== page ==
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Changing insurance at retirement: Olga and Oscar's story Add to ...

When they both turned 55, Olga and Oscar knew it was time to review their life insurance. Their children were off on their own, and they were looking forward to early retirement. What insurance would they need for this new stage in their lives?

They sat down to talk about their finances and the things that worried them the most. They also looked at the insurance they had. They had a large joint term life insurance policy, and some disability insurance.

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However, this insurance was going to expire soon. Should they renew?

As Olga and Oscar talked, a few things became clear:

  1. They didn’t need as much life insurance now. They had a lot saved for retirement. They had also paid off their mortgage, and their children were doing well on their own.
  2. They were worried about future health care costs as they got older. They were both healthy, but they knew that things could change. They knew they might be able to draw some money from their life insurance if they ever became terminally ill. But they didn’t have critical illness insurance or long-term care insurance to help them with any major health care needs.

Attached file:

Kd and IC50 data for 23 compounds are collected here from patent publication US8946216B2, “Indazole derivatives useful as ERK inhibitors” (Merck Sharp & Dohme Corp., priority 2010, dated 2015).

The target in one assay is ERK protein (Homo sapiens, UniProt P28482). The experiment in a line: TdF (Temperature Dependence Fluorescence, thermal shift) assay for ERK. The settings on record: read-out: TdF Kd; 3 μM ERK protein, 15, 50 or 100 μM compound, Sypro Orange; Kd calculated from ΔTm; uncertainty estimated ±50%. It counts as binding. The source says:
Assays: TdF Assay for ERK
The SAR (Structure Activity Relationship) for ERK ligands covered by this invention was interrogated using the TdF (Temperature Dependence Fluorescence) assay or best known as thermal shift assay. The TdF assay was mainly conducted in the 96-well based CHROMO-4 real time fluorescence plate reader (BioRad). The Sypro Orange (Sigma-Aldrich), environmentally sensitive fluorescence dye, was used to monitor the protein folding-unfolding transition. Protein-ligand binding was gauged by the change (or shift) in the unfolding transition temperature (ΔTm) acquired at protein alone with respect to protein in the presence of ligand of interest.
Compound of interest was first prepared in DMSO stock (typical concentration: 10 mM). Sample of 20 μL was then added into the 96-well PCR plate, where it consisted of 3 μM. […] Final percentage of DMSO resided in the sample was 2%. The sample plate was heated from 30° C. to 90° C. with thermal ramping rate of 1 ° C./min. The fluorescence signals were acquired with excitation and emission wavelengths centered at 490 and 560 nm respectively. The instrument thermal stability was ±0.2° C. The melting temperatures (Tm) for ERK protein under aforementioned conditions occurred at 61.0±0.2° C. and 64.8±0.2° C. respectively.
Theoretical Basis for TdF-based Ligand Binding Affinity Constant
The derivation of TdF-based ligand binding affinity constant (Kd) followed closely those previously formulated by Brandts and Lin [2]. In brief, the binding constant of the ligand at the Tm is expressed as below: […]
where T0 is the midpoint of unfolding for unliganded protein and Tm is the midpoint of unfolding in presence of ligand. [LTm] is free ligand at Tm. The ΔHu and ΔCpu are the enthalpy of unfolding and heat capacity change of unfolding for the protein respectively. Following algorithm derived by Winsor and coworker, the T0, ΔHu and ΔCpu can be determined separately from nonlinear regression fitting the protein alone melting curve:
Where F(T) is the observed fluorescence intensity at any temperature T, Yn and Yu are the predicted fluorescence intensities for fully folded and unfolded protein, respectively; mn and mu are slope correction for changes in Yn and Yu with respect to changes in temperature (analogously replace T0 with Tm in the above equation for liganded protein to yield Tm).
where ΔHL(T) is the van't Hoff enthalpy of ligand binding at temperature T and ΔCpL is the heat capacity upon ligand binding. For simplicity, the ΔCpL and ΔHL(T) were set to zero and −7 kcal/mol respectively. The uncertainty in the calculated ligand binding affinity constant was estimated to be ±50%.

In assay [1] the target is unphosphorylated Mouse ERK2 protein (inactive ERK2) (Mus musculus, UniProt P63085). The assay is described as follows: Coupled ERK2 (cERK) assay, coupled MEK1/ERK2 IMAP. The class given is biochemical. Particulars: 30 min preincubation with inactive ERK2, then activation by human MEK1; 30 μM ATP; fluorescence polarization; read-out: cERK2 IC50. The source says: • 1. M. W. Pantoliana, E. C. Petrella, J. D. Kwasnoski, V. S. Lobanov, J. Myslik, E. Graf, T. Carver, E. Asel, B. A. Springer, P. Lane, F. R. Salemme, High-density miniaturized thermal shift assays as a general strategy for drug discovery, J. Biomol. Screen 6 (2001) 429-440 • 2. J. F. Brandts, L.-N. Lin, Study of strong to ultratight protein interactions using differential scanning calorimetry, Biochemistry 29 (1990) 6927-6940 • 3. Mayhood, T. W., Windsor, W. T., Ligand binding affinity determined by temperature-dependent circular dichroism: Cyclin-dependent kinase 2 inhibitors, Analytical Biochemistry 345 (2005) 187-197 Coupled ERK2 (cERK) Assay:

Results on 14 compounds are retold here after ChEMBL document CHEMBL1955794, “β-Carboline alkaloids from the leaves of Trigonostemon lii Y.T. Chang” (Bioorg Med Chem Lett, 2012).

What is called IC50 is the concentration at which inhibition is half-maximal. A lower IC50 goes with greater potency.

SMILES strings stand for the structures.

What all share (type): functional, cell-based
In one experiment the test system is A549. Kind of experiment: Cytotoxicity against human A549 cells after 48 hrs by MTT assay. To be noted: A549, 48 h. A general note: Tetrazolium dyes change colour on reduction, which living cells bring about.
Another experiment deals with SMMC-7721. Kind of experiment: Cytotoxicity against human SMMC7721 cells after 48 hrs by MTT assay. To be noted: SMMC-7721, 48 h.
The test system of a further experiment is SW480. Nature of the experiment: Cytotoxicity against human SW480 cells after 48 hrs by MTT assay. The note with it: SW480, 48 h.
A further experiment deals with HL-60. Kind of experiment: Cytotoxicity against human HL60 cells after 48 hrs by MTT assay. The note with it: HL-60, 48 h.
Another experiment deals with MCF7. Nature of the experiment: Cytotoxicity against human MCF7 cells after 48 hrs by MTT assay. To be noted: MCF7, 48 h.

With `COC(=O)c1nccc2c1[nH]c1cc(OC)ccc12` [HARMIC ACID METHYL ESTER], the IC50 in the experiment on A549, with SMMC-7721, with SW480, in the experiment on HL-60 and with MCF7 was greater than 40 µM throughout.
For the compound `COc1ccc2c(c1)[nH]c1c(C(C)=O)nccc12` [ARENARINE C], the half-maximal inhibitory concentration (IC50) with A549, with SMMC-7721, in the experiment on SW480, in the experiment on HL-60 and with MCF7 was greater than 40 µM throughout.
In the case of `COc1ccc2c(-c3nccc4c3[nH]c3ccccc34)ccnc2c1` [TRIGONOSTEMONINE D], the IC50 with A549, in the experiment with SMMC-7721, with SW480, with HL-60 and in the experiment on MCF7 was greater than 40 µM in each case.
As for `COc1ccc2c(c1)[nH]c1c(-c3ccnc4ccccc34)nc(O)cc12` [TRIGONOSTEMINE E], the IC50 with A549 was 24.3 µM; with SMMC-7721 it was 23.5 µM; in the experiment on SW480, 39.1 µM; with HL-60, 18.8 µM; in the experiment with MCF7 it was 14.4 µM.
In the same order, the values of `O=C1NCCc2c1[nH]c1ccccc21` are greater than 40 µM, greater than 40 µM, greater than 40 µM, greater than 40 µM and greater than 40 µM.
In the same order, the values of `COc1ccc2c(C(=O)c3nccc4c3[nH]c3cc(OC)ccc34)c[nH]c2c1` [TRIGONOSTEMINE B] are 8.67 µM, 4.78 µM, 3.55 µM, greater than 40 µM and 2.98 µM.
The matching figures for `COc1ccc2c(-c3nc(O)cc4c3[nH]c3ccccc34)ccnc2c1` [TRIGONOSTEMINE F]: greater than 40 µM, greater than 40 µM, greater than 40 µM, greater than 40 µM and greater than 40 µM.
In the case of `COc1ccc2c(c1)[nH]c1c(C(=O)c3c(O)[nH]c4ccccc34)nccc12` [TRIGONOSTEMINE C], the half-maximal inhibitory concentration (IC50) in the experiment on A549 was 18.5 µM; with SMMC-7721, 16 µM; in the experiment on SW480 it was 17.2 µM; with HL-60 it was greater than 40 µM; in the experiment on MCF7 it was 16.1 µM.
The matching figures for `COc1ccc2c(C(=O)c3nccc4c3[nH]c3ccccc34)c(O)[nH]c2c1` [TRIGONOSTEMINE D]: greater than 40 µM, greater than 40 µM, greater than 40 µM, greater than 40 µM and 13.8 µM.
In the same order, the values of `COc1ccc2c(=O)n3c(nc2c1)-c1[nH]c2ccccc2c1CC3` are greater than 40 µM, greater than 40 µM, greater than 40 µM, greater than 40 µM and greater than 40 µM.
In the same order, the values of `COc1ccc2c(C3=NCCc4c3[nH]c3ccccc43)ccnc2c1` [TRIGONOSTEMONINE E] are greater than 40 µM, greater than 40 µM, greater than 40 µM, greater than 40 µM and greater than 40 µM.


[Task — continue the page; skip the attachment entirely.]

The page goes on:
3. They were also worried about taxes. Olga just got a big raise, so they would have some extra income to boost their retirement savings. They would also have to pay higher income taxes. They were already saving the maximum in their Registered Retirement Savings Plans (RRSPs) each year. Was there any other way they could save more while deferring that tax?

Olga and Oscar decide what to do: The couple talked to their insurance company and decided to make two changes:

  1. Buy a smaller universal life insurance policy to replace their joint term life insurance policy. They would have to pay a higher premium, but they could use part of it to build up some cash savings. As those savings grew, they wouldn’t pay tax on the money they made, as long as it stayed in the account.
  2. Buy critical illness insurance and long-term care insurance. They knew if either one of them ever became ill or needed nursing care, it would be very expensive. They didn’t want the children to ever worry that they couldn’t afford to get the care they needed.

Lesson learned: Later in life, you may need different types of insurance for different needs. It pays to review your insurance as life changes to make sure you have the right coverage for you. Be sure to get expert advice if you need it.

Content in this section is provided in partnership with Investor Education Fund, a non-profit organization founded and supported by the Ontario Securities Commission that provides unbiased and independent financial tools to help Canadians make better money decisions. To find out more, go to: GetSmarterAboutMoney.ca

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